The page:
Status of water, sanitation and hygiene services for childbirth and newborn care in seven countries in East Asia and the Pacific

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Water, sanitation and hygiene (WASH) services are critical to providing quality maternal and neonatal care in health facilities. This study aimed to investigate availability of WASH policies, standards, and services for childbirth and newborn care in hospitals in East Asia and the Pacific.


Descriptive analysis of survey data and observations of water, sanitation and hygiene services in maternity and neonatal care rooms and of deliveries in 147 hospitals in Cambodia, Lao People’s Democratic Republic, Mongolia, Papua New Guinea, Philippines, Solomon Islands, and Viet Nam. The main outcome measures were availability of national policies and standards; availability of water, sanitation, and hygiene services in maternity rooms and neonatal care units; and practice of hygiene at childbirth.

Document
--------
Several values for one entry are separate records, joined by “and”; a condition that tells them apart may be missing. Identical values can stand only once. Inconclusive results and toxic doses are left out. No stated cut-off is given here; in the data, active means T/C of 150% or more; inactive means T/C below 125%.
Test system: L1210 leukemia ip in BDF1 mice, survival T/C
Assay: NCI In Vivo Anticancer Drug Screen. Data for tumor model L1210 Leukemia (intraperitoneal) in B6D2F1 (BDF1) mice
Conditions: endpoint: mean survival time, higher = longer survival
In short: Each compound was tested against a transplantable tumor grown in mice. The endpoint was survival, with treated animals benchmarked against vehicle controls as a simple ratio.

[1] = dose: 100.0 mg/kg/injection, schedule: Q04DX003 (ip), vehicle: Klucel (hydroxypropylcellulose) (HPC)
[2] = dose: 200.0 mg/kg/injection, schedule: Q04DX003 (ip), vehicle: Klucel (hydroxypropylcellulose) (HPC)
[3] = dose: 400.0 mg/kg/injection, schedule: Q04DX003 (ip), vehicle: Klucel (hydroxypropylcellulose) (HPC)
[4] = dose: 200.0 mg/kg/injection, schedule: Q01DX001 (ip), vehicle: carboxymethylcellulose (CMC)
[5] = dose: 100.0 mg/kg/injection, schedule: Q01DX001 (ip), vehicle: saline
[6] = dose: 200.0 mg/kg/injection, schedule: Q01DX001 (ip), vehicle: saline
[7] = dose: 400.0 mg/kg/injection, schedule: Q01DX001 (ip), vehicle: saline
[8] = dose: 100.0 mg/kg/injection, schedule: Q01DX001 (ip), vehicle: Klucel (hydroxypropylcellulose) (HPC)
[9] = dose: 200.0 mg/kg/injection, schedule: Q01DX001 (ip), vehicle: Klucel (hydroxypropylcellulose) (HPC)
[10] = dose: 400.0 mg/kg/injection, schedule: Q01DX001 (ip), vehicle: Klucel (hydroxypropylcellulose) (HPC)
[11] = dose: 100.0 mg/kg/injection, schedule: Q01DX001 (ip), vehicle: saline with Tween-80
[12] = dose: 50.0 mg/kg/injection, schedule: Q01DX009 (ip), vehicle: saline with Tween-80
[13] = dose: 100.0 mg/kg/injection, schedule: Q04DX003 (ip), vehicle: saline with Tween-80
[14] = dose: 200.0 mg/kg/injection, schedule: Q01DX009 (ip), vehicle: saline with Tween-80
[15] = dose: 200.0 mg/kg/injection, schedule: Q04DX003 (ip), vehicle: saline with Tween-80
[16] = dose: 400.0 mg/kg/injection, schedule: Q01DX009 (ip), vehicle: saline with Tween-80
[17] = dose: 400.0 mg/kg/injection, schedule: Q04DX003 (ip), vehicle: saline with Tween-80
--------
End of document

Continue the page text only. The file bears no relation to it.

Three of seven countries had national WASH policies and three had standards for health facilities. Seventy-seven percent of hospitals had a sink with water and soap or alcohol hand rub in delivery rooms, 78% in neonatal care rooms and 42% in postnatal care rooms. Only 44% of hospitals had clean sinks with water, soap and hand drying methods in the delivery room, 40% in neonatal care units and 10% in postnatal care rooms. Flush toilets were available in or next to delivery rooms in 60% and neonatal care units in 50% of 10 hospitals with data. Countries with WASH standards had a higher proportion of hospitals with water and hand hygiene services. Appropriate hygiene was practiced by health workers in 65% of 371 deliveries observed, and more likely in delivery rooms with a sink, water and soap.


Coverage of WASH services for maternal and newborn care must be improved to reduce risks of maternal and newborn morbidity and mortality.

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